We have a Breastplate to protect us - St Patrick’s Day Mass at St Patrick's College

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Home > Archbishop > Homilies > We have a Breastplate to protect us - St Patrick’s Day Mass at St Patrick's College

I know students of St Patrick’s College are very familiar with the story of St Patrick. In particular, we all know that he brought the Catholic faith to Ireland in the early part of the fifth century.

I am sure you are familiar with the popular hymn attributed to him and which you sing with great gusto. The hymn is entitled, ‘St Patrick’s Breastplate’. Have you ever asked yourself the meaning of the word, ‘breastplate’, and why it is used in the title of the hymn?

What is a breastplate? It is a piece of armour worn by a soldier across the chest. It was a standard piece of armour in ancient times. I am sure you have seen many pictures of Roman soldiers and their body armour. It is to protect the soldier from sword cuts, spear thrusts and perhaps flying arrows. It was a vital piece of armour in ancient warfare.

What then is the meaning of this piece of armour for a holy saint, like St Patrick? Saints don’t usually engage in physical combat. It, of course, has a spiritual meaning.

St Paul in his Letter to the Ephesians says, “Put on the full armour of God, so that you can take your stand against the devil’s schemes.” (Eph 6:11) He goes on to say that the Christian should wear the breastplate of righteousness. St Paul is speaking of spiritual armour. No doubt this passage influenced the thought of St Patrick.

There is a legend concerning the origins of this hymn. The story goes that he was about to preach to the Irish king, Leoghaire. Patrick was trying to convert the people of Ireland to the Christian faith. In those days the missionary would do well if he could convert the king, because then the king would order all his subjects to also become Christians.

However, approaching the king was a risky business. He could be favourably received, or he could be killed. Many missionaries have become martyrs as they sought to win over kings and leaders to the faith. Patrick knew this.

The day he was to see the king, he knew his life was in the balance. The meeting could go either way. He had no idea what would happen. Thus as he got up in the morning, he sought divine protection. He had to put his trust in God. He needed God to be a breastplate to protect him. Thus, he invoked the protection of God through this extraordinary hymn. The hymn begins with the words:

I arise today
Through a mighty strength, the invocation of the Trinity,
Through belief in the Threeness,
Through confession of the Oneness
of the Creator of creation.

‘I rise today’. One imagines St Patrick getting up on the day he was to meet the king. Immediately he invokes the Holy Trinity – Father, Son and Spirit. You might recall the symbol of the Irish is the three leaf clover. It was this that St Patrick used to explain that God was three and one. We see this captured in the opening words of the hymn. Thus, St Patrick invokes God, Father, Son and Spirit, seeking a “mighty strength” to protect him.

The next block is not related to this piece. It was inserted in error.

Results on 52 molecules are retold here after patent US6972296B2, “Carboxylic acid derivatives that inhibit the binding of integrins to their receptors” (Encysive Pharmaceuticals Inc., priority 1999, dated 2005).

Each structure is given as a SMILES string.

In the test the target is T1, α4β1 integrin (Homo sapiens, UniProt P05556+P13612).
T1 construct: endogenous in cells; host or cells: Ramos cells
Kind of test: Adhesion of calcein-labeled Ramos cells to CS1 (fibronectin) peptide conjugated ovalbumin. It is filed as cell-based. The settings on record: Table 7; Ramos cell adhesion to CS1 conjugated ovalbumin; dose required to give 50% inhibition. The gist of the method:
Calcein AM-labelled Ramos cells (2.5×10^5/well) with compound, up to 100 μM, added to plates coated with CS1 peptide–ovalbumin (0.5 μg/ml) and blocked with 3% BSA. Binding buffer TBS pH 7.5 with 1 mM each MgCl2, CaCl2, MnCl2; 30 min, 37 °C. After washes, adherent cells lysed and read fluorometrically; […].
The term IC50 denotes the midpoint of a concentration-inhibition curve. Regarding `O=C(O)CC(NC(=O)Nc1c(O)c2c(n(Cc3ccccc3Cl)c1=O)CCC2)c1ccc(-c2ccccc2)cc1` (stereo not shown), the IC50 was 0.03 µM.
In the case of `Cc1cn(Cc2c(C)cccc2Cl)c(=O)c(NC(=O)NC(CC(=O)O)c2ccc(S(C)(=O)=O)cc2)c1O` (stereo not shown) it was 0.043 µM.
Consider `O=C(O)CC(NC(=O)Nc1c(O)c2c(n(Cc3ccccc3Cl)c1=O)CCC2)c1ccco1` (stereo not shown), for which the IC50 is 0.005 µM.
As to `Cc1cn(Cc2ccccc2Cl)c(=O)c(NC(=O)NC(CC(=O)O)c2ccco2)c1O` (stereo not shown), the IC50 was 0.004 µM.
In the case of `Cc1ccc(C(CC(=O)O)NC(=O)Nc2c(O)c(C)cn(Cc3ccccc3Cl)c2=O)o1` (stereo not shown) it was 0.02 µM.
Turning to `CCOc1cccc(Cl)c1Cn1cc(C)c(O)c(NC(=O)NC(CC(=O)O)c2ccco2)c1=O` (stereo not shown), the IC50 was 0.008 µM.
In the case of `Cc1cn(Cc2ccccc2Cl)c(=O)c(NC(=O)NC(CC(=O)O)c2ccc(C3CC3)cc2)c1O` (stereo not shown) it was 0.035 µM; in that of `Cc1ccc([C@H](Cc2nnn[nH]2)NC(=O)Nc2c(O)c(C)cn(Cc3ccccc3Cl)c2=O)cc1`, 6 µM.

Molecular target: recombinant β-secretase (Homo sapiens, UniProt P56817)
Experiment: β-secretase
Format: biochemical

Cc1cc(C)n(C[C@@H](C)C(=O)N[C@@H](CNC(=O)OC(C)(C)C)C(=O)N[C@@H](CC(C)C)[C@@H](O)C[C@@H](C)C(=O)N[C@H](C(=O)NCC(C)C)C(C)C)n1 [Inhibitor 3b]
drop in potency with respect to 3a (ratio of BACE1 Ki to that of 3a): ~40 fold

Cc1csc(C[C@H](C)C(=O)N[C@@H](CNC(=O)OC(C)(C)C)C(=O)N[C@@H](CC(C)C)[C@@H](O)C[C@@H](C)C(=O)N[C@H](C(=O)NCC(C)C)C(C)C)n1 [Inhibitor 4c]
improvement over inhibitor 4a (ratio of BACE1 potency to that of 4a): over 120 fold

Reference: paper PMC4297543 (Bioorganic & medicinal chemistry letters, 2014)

Next he turns to Christ. St Patrick was a Christian. Christ defines his identity, as it does for us as well. When he invokes Christ he emphases in particular the key moments in Christ’s life and their profound significance. These key mysteries in Christ’s life are part of Christ’s work of saving humanity. He calls upon them as sources of strength.
Thus he says: 

I arise today
Through the strength of Christ's birth with His baptism,
Through the strength of His crucifixion with His burial,
Through the strength of His resurrection with His ascension,
Through the strength of His descent for the judgment of doom.

His focus on Christ reaches a high point later in the hymn in a passage which is very familiar to us. As he goes to meet the king he wants Christ all around him and in him. He is completely dependent on Christ. Thus he prays. Here I imagine him walking to the meeting and praying:

Christ with me,
Christ before me,
Christ behind me,
Christ in me,
Christ beneath me,
Christ above me,
Christ on my right,
Christ on my left,
Christ when I lie down,
Christ when I sit down,
Christ when I arise,
Christ in the heart of every man who thinks of me,
Christ in the mouth of everyone who speaks of me,
Christ in every eye that sees me,
Christ in every ear that hears me.

St Patrick wants Christ to totally surround him as he goes to face the king. It also shows that he knows that in the end it is not going to be him who convinces the king, it will be Christ working through him who converts the king’s heart. He wants Christ to so flow through him that the king will be converted.

As he gets near he calls upon the power of God to protect him. He prays:

God's strength to pilot me,
God's might to uphold me,
God's wisdom to guide me,
God's eye to look before me,
God's ear to hear me,
God's word to speak for me,
God's hand to guard me,
God's shield to protect me,
God's host to save me.

This hymn tells us much of the faith of St Patrick. It tells us of his extraordinary faith.  He relied completely on God to watch over him and protect him, and to work through him.

This is the faith that he brought to Ireland. It is the faith then passed on to us by the Irish priests, brothers and nuns who came across the world to plant the Catholic faith in Tasmania.

Today as we honour St Patrick let us desire to have that same faith. God is there to protect and watch over us. Whenever we face danger we can be like St Patrick and call on divine power to guard us in all our ways.

Archbishop Julian Porteous
Thursday, 14 March 2019